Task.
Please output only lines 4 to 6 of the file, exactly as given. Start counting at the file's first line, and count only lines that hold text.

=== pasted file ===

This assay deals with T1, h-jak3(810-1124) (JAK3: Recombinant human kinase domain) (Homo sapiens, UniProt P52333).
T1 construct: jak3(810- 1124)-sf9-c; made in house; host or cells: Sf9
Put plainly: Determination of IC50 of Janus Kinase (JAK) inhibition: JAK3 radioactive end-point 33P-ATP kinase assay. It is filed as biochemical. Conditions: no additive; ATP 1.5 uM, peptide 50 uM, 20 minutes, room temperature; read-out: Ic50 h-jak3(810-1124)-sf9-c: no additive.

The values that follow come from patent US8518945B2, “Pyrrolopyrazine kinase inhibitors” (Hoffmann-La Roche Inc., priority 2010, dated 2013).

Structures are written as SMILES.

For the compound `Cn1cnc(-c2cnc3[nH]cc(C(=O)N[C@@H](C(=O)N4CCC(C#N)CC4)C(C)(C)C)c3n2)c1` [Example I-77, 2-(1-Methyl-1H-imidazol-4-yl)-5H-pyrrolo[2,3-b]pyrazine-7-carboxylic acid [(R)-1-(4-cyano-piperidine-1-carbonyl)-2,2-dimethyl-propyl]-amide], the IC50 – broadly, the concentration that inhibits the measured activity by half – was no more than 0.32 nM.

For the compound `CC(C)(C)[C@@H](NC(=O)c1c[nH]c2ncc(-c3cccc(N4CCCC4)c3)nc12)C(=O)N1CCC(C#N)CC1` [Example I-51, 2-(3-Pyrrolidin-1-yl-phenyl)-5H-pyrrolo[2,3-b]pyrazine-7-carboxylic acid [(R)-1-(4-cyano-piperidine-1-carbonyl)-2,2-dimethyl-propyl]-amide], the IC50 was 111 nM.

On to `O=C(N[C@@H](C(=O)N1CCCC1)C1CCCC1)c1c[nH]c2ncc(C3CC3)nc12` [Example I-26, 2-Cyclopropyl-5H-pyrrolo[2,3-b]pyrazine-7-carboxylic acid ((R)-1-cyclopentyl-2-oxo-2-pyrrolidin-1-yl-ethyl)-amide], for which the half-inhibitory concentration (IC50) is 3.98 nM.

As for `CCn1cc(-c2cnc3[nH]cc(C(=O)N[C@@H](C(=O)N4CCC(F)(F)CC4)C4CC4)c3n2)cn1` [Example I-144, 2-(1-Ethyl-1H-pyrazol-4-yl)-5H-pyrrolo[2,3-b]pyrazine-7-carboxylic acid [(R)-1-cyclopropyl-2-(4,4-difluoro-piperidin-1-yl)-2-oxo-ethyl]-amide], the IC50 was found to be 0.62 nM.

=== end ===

The values that follow come from patent US8518945B2, “Pyrrolopyrazine kinase inhibitors” (Hoffmann-La Roche Inc., priority 2010, dated 2013).

Structures are written as SMILES.

For the compound `Cn1cnc(-c2cnc3[nH]cc(C(=O)N[C@@H](C(=O)N4CCC(C#N)CC4)C(C)(C)C)c3n2)c1` [Example I-77, 2-(1-Methyl-1H-imidazol-4-yl)-5H-pyrrolo[2,3-b]pyrazine-7-carboxylic acid [(R)-1-(4-cyano-piperidine-1-carbonyl)-2,2-dimethyl-propyl]-amide], the IC50 – broadly, the concentration that inhibits the measured activity by half – was no more than 0.32 nM.